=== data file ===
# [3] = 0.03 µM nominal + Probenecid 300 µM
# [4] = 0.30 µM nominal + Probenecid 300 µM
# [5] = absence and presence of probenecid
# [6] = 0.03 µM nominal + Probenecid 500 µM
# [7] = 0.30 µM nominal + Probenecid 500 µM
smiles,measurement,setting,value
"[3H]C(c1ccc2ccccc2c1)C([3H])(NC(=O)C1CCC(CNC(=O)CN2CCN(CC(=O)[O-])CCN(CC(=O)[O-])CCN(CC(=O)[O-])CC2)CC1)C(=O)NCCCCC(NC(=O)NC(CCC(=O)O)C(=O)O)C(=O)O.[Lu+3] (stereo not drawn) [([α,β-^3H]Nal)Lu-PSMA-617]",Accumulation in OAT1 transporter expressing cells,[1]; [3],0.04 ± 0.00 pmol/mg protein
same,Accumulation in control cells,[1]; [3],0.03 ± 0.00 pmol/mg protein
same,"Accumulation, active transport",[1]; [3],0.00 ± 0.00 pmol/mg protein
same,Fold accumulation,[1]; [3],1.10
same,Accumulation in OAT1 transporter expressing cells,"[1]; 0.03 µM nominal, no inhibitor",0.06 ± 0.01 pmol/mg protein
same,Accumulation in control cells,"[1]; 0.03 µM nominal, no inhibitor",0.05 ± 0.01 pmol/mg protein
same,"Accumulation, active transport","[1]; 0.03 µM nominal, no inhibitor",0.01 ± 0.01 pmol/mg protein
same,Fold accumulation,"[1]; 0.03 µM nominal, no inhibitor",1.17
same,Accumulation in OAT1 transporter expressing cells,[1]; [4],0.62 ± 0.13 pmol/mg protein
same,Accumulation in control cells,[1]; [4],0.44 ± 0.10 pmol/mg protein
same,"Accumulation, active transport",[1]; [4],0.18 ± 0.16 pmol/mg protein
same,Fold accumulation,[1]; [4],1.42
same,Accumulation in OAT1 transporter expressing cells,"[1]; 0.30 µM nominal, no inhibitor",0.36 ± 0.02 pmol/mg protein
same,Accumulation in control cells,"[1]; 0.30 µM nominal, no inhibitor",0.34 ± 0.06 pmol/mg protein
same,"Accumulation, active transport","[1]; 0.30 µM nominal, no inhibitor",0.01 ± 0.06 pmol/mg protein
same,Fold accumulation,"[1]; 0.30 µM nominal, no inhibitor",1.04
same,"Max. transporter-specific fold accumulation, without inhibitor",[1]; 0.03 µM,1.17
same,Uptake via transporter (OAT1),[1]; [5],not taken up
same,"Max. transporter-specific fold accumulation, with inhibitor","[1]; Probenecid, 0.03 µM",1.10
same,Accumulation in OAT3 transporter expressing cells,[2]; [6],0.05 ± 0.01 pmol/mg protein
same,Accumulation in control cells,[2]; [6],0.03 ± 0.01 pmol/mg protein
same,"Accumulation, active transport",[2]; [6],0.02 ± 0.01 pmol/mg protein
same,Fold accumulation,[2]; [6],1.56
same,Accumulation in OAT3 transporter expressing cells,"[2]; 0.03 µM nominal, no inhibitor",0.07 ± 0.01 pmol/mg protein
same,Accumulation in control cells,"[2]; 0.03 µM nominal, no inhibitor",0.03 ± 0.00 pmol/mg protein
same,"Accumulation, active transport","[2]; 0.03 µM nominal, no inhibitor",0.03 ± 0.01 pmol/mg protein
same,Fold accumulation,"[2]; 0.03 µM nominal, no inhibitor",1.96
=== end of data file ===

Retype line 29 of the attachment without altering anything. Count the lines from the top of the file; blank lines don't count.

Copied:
same,Fold accumulation,[2]; [6],1.56